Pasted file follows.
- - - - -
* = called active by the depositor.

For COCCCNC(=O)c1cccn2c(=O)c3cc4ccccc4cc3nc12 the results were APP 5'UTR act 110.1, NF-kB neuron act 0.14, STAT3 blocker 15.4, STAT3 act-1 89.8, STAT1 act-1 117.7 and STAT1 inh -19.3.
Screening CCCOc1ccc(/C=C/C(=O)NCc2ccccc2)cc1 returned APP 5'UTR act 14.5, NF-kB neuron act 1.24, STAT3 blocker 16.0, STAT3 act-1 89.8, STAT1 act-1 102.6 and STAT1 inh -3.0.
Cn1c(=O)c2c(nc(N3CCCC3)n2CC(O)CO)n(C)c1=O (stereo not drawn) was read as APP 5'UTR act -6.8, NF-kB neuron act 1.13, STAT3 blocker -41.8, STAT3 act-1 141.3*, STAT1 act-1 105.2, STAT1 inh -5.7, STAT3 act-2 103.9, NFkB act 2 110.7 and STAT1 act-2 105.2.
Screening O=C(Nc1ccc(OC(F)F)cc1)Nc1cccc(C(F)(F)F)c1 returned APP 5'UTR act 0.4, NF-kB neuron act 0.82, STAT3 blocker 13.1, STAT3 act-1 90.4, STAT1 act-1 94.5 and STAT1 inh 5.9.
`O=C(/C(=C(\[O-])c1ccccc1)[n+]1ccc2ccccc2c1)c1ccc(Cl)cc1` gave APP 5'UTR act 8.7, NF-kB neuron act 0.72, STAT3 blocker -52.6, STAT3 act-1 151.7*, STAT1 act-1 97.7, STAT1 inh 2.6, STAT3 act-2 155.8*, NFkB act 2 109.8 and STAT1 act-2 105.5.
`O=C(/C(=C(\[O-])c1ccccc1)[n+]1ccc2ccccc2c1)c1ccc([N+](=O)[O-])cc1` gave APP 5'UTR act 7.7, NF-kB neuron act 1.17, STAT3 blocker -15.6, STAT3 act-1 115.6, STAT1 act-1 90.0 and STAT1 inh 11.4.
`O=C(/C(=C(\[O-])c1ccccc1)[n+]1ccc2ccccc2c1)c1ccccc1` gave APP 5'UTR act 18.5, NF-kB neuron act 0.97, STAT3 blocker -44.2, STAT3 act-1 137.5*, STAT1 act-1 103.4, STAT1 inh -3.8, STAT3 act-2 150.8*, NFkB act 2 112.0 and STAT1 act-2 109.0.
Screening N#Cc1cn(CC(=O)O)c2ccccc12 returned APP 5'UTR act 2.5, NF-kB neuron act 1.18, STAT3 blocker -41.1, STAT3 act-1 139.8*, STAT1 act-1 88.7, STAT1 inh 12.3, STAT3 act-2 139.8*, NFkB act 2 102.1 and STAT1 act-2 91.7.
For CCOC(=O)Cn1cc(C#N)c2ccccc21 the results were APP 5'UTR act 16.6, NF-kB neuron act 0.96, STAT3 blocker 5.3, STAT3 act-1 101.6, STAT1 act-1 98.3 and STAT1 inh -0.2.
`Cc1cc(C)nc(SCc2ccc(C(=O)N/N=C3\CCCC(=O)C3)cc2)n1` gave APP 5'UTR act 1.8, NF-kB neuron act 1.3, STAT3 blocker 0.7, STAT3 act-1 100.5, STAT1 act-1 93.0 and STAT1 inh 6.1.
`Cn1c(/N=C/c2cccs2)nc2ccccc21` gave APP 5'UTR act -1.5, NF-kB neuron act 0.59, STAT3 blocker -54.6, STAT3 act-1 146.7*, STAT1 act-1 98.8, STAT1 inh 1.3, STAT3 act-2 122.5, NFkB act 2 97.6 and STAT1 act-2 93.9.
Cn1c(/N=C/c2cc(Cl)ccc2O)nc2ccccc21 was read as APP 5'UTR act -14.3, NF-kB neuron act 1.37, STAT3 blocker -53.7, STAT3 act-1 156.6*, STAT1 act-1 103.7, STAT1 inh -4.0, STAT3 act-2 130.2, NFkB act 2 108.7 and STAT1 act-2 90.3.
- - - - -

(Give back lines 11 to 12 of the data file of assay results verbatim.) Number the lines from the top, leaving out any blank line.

`Cc1cc(C)nc(SCc2ccc(C(=O)N/N=C3\CCCC(=O)C3)cc2)n1` gave APP 5'UTR act 1.8, NF-kB neuron act 1.3, STAT3 blocker 0.7, STAT3 act-1 100.5, STAT1 act-1 93.0 and STAT1 inh 6.1.
`Cn1c(/N=C/c2cccs2)nc2ccccc21` gave APP 5'UTR act -1.5, NF-kB neuron act 0.59, STAT3 blocker -54.6, STAT3 act-1 146.7*, STAT1 act-1 98.8, STAT1 inh 1.3, STAT3 act-2 122.5, NFkB act 2 97.6 and STAT1 act-2 93.9.